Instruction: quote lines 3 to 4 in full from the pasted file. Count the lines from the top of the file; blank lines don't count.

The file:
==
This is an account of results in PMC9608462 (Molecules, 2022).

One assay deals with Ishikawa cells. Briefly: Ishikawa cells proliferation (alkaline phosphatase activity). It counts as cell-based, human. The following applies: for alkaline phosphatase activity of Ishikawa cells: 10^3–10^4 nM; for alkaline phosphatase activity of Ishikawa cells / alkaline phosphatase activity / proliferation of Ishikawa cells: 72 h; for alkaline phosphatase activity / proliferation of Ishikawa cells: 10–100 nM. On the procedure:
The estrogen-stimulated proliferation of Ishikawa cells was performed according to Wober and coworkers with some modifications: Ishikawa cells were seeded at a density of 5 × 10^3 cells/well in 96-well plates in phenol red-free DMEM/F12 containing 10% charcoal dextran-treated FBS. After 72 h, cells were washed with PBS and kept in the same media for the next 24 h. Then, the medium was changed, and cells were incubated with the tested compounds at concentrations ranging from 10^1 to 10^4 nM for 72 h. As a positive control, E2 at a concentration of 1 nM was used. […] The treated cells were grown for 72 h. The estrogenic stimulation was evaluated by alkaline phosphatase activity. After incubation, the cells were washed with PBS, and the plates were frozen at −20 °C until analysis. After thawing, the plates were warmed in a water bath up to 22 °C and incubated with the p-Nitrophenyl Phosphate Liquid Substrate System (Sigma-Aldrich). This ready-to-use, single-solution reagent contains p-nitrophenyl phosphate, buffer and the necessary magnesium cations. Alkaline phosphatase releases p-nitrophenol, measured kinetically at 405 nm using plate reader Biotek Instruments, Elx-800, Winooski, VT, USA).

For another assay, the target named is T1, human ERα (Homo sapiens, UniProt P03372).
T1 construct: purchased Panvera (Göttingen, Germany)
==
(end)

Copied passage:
The estrogen-stimulated proliferation of Ishikawa cells was performed according to Wober and coworkers with some modifications: Ishikawa cells were seeded at a density of 5 × 10^3 cells/well in 96-well plates in phenol red-free DMEM/F12 containing 10% charcoal dextran-treated FBS. After 72 h, cells were washed with PBS and kept in the same media for the next 24 h. Then, the medium was changed, and cells were incubated with the tested compounds at concentrations ranging from 10^1 to 10^4 nM for 72 h. As a positive control, E2 at a concentration of 1 nM was used. […] The treated cells were grown for 72 h. The estrogenic stimulation was evaluated by alkaline phosphatase activity. After incubation, the cells were washed with PBS, and the plates were frozen at −20 °C until analysis. After thawing, the plates were warmed in a water bath up to 22 °C and incubated with the p-Nitrophenyl Phosphate Liquid Substrate System (Sigma-Aldrich). This ready-to-use, single-solution reagent contains p-nitrophenyl phosphate, buffer and the necessary magnesium cations. Alkaline phosphatase releases p-nitrophenol, measured kinetically at 405 nm using plate reader Biotek Instruments, Elx-800, Winooski, VT, USA).

For another assay, the target named is T1, human ERα (Homo sapiens, UniProt P03372).